I have been having a rough go of it lately and honestly felt like most things I do have been a mess. What is the best thing to do when feeling depressed? Usually find a way to serve so I’ll ask for you all to keep reading my blog if you’ve found any of the 720 posts helpful over the years and forgive me if I have offended you in any way along the way. I have certainly done the best I could to make this as compelling reading as possible. My choices haven’t always been great but don’t give up on me! We’ll get another 720!
But let’s focus on other people and let the chips fall where they may. I want to tell you about the Warriors in Pink program because its pretty awesome. It is a program of outreach and well made/attractive products that helps to prevent and find a cure for breast cancer. The goal is to “keep the topic of breast cancer part of everyday conversation and encourage women and men to engage in self-exams. Greater awareness can lead to earlier diagnosis, which in turn, could save lives”
I can’t think of a much better goal than that! Breast cancer is particularly important to diagnose early because it is so treatable. The American Cancer Society says in 2013:
- About 232,340 new cases of invasive breast cancer will be diagnosed in women.
- About 64,640 new cases of carcinoma in situ (CIS) will be diagnosed (CIS is non-invasive and is the earliest form of breast cancer).
- About 39,620 women will die from breast cancer
So clearly if we can spread the word on diagnosis and treatment we can save lives. To read about how to do a proper self-exam and to know what to look for go to nationalbreastcancer.org. This is important stuff so if it feels awkward, do it anyway.
After monitoring your own health, would you like to contribute as I desired to? That’s where Warriors in Pink comes in. They sell wonderful clothing, scarfs, bags, and a variety of items for reasonable prices with 100% net proceeds going to 5 breast cancer charities- Susan G Comen, Susan G. Research Foundation, The Pink Fund and the Young Survival Coalition. You can give to one of the 5 or all 5.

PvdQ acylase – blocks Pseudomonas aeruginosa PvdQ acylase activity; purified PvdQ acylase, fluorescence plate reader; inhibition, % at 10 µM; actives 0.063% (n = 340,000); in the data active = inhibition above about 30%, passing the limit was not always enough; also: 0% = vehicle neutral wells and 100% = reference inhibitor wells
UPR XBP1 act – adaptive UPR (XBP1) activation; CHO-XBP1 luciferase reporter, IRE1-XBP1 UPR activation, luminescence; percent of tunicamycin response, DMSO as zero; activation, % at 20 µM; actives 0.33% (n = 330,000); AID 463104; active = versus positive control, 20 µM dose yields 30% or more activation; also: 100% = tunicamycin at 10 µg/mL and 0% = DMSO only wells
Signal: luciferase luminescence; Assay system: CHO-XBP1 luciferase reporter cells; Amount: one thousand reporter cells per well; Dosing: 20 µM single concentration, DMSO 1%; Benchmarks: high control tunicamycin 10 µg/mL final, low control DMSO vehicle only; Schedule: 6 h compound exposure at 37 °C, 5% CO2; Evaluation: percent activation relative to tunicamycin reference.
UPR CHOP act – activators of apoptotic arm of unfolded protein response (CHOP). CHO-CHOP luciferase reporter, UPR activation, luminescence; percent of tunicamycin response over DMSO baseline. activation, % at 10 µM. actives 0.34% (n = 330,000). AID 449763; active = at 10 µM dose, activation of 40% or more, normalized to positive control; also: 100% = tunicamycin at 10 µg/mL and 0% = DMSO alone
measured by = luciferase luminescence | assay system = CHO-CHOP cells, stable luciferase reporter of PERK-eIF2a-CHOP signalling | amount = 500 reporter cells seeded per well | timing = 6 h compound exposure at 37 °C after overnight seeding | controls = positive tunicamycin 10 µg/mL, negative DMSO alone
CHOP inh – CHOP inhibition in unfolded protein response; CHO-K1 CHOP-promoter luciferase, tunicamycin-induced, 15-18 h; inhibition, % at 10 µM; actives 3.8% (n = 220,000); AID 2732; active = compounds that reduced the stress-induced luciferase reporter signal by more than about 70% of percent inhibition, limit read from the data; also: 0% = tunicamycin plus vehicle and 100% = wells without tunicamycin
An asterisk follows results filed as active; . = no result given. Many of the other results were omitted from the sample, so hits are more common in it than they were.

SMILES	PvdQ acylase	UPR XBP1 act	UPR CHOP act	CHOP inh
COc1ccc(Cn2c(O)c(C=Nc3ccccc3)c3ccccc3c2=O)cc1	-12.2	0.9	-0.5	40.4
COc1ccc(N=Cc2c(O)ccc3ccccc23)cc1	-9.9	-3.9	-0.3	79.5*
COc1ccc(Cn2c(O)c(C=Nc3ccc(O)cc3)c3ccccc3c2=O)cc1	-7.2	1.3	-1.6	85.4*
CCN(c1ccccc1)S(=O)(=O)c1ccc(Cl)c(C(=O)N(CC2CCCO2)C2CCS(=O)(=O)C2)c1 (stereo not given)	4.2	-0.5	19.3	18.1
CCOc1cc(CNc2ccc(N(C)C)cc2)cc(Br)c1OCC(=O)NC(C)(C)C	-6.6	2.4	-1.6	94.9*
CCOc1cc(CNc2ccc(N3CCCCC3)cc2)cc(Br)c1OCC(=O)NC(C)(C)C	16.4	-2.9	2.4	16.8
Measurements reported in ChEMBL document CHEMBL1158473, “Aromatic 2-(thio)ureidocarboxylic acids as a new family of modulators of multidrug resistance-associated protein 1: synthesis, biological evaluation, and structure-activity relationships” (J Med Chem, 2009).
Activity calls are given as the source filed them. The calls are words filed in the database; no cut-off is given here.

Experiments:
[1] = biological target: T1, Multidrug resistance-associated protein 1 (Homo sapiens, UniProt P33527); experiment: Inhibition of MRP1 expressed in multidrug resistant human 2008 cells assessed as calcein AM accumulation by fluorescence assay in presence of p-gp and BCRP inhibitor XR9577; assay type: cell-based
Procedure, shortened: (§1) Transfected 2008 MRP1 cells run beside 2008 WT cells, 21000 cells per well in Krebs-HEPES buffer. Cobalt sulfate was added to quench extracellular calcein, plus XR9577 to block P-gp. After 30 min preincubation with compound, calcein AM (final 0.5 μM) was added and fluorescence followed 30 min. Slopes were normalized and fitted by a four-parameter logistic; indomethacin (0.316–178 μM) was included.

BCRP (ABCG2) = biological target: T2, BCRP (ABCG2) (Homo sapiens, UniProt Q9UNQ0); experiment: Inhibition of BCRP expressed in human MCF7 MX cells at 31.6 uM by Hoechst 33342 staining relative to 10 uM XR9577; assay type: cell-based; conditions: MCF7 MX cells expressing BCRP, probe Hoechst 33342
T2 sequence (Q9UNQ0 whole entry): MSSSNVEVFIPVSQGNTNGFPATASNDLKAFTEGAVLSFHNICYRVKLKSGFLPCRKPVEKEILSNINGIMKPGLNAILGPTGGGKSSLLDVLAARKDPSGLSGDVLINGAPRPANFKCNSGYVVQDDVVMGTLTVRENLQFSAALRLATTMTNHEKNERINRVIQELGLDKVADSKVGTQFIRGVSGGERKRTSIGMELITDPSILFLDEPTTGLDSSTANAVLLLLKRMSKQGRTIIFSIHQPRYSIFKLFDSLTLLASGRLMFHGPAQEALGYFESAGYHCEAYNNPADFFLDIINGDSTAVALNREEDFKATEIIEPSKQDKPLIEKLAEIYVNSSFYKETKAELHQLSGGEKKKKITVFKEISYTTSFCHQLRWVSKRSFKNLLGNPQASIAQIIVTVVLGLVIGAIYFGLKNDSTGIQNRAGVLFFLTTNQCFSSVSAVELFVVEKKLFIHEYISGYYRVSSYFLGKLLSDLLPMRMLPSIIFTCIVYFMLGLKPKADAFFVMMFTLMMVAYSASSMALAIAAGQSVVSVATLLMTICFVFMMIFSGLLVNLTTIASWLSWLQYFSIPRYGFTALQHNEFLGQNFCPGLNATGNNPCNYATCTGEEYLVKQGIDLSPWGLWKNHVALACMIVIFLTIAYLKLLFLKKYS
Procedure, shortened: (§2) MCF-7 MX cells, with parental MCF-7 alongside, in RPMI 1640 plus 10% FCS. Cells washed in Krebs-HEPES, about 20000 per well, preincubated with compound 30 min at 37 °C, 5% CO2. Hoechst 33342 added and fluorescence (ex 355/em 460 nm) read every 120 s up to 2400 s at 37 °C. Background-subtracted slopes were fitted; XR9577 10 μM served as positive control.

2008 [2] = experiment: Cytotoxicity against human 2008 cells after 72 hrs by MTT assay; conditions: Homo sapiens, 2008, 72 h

I was really impressed with the quality of the items I got and just the apparel proceeds since 2006 adds up to almost 5 million in donations. Pretty great!
The prices are very reasonable with beautiful scarfs selling for $35 down to keychains for $10. There are also beautiful ties for men to show their support. The more women we can keep around for their families the better off this country will be. I firmly believe that.
So its a win-win situation. You get a quality product at a good price that looks cute and you donate to a very important cause with 100% net proceeds going to the charities. Please follow my lead and contribute if you are able.
Want to see them up close and personal on this video! Go for it!
4 thoughts on “Warriors in Pink”
My undergraduate Anatomy and Physiology instructor’s mantra was, “A healthy gland is a functioning gland.” The only undeniably effective thing that women can do to protect themselves from breast cancer is to breastfeed their children exclusively for the first six months, and then to continue until natural weaning occurs, which normally happens somewhere between two and four years, on average. Repeated research (too copious to cite here) substantiates this.
A genuine physical “inability” to breastfeed is an extremely rare abnormality, and although modern obstetrical “management” of pregnancy and childbirth needlessly introduces complicating factors, such factors do not contraindicate breastfeeding. Even women who have never been pregnant have trained their bodies to produce breastmilk for their adopted children.